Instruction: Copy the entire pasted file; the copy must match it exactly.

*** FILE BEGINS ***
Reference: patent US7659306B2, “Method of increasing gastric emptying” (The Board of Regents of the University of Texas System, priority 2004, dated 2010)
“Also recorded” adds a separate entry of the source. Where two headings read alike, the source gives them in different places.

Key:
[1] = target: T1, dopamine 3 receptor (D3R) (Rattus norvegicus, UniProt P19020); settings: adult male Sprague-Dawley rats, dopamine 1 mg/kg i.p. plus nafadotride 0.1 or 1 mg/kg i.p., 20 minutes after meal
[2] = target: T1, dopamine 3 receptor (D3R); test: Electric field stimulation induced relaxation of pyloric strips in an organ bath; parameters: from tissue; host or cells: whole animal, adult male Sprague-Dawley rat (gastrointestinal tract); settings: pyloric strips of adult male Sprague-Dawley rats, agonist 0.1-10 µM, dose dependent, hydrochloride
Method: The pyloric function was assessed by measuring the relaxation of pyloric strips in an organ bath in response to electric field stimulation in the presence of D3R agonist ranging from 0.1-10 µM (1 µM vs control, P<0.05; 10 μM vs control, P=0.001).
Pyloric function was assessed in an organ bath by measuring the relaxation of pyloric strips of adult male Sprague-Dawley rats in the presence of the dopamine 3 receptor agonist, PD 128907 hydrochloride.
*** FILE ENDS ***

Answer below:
Reference: patent US7659306B2, “Method of increasing gastric emptying” (The Board of Regents of the University of Texas System, priority 2004, dated 2010)
“Also recorded” adds a separate entry of the source. Where two headings read alike, the source gives them in different places.

Key:
[1] = target: T1, dopamine 3 receptor (D3R) (Rattus norvegicus, UniProt P19020); settings: adult male Sprague-Dawley rats, dopamine 1 mg/kg i.p. plus nafadotride 0.1 or 1 mg/kg i.p., 20 minutes after meal
[2] = target: T1, dopamine 3 receptor (D3R); test: Electric field stimulation induced relaxation of pyloric strips in an organ bath; parameters: from tissue; host or cells: whole animal, adult male Sprague-Dawley rat (gastrointestinal tract); settings: pyloric strips of adult male Sprague-Dawley rats, agonist 0.1-10 µM, dose dependent, hydrochloride
Method: The pyloric function was assessed by measuring the relaxation of pyloric strips in an organ bath in response to electric field stimulation in the presence of D3R agonist ranging from 0.1-10 µM (1 µM vs control, P<0.05; 10 μM vs control, P=0.001).
Pyloric function was assessed in an organ bath by measuring the relaxation of pyloric strips of adult male Sprague-Dawley rats in the presence of the dopamine 3 receptor agonist, PD 128907 hydrochloride.